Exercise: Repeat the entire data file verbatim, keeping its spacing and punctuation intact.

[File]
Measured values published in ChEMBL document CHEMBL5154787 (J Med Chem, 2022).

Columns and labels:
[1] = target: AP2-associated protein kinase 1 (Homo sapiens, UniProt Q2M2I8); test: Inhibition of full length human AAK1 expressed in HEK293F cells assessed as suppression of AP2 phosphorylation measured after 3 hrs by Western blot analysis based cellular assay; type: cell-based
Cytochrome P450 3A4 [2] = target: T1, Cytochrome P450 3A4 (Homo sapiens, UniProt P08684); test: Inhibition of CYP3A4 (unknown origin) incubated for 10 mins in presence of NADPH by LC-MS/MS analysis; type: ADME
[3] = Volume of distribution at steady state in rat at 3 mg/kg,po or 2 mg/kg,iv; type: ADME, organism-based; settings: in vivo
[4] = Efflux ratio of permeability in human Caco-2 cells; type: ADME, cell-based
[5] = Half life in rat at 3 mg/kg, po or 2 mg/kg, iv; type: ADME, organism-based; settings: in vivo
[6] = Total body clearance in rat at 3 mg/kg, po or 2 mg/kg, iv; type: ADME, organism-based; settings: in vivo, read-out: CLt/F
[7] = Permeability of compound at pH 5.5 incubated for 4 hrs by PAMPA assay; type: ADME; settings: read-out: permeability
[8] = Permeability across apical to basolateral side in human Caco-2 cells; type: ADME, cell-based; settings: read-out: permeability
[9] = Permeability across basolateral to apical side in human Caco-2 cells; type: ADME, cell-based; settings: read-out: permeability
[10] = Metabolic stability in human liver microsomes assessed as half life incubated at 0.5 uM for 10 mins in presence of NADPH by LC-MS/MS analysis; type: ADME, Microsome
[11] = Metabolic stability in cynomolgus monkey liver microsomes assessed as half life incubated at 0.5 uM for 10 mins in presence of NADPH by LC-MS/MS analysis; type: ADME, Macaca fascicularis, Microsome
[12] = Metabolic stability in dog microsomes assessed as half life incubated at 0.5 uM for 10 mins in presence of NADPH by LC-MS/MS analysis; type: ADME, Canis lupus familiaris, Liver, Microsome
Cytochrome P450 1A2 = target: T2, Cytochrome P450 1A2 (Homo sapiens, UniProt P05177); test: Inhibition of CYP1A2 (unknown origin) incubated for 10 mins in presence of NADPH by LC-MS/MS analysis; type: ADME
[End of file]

Measured values published in ChEMBL document CHEMBL5154787 (J Med Chem, 2022).

Columns and labels:
[1] = target: AP2-associated protein kinase 1 (Homo sapiens, UniProt Q2M2I8); test: Inhibition of full length human AAK1 expressed in HEK293F cells assessed as suppression of AP2 phosphorylation measured after 3 hrs by Western blot analysis based cellular assay; type: cell-based
Cytochrome P450 3A4 [2] = target: T1, Cytochrome P450 3A4 (Homo sapiens, UniProt P08684); test: Inhibition of CYP3A4 (unknown origin) incubated for 10 mins in presence of NADPH by LC-MS/MS analysis; type: ADME
[3] = Volume of distribution at steady state in rat at 3 mg/kg,po or 2 mg/kg,iv; type: ADME, organism-based; settings: in vivo
[4] = Efflux ratio of permeability in human Caco-2 cells; type: ADME, cell-based
[5] = Half life in rat at 3 mg/kg, po or 2 mg/kg, iv; type: ADME, organism-based; settings: in vivo
[6] = Total body clearance in rat at 3 mg/kg, po or 2 mg/kg, iv; type: ADME, organism-based; settings: in vivo, read-out: CLt/F
[7] = Permeability of compound at pH 5.5 incubated for 4 hrs by PAMPA assay; type: ADME; settings: read-out: permeability
[8] = Permeability across apical to basolateral side in human Caco-2 cells; type: ADME, cell-based; settings: read-out: permeability
[9] = Permeability across basolateral to apical side in human Caco-2 cells; type: ADME, cell-based; settings: read-out: permeability
[10] = Metabolic stability in human liver microsomes assessed as half life incubated at 0.5 uM for 10 mins in presence of NADPH by LC-MS/MS analysis; type: ADME, Microsome
[11] = Metabolic stability in cynomolgus monkey liver microsomes assessed as half life incubated at 0.5 uM for 10 mins in presence of NADPH by LC-MS/MS analysis; type: ADME, Macaca fascicularis, Microsome
[12] = Metabolic stability in dog microsomes assessed as half life incubated at 0.5 uM for 10 mins in presence of NADPH by LC-MS/MS analysis; type: ADME, Canis lupus familiaris, Liver, Microsome
Cytochrome P450 1A2 = target: T2, Cytochrome P450 1A2 (Homo sapiens, UniProt P05177); test: Inhibition of CYP1A2 (unknown origin) incubated for 10 mins in presence of NADPH by LC-MS/MS analysis; type: ADME